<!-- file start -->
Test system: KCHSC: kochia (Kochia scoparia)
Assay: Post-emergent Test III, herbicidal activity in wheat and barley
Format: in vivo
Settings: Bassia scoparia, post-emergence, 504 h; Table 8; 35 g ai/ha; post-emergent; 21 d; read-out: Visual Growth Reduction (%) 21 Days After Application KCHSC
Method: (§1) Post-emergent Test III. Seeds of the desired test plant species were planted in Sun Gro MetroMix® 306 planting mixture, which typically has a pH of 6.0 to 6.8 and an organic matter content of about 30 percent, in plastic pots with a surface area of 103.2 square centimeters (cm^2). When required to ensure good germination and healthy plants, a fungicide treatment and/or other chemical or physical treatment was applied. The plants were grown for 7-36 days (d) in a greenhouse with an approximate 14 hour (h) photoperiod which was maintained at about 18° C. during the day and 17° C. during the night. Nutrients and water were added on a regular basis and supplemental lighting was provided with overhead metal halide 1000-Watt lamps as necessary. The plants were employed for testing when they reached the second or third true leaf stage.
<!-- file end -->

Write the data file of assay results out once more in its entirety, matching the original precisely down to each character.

Test system: KCHSC: kochia (Kochia scoparia)
Assay: Post-emergent Test III, herbicidal activity in wheat and barley
Format: in vivo
Settings: Bassia scoparia, post-emergence, 504 h; Table 8; 35 g ai/ha; post-emergent; 21 d; read-out: Visual Growth Reduction (%) 21 Days After Application KCHSC
Method: (§1) Post-emergent Test III. Seeds of the desired test plant species were planted in Sun Gro MetroMix® 306 planting mixture, which typically has a pH of 6.0 to 6.8 and an organic matter content of about 30 percent, in plastic pots with a surface area of 103.2 square centimeters (cm^2). When required to ensure good germination and healthy plants, a fungicide treatment and/or other chemical or physical treatment was applied. The plants were grown for 7-36 days (d) in a greenhouse with an approximate 14 hour (h) photoperiod which was maintained at about 18° C. during the day and 17° C. during the night. Nutrients and water were added on a regular basis and supplemental lighting was provided with overhead metal halide 1000-Watt lamps as necessary. The plants were employed for testing when they reached the second or third true leaf stage.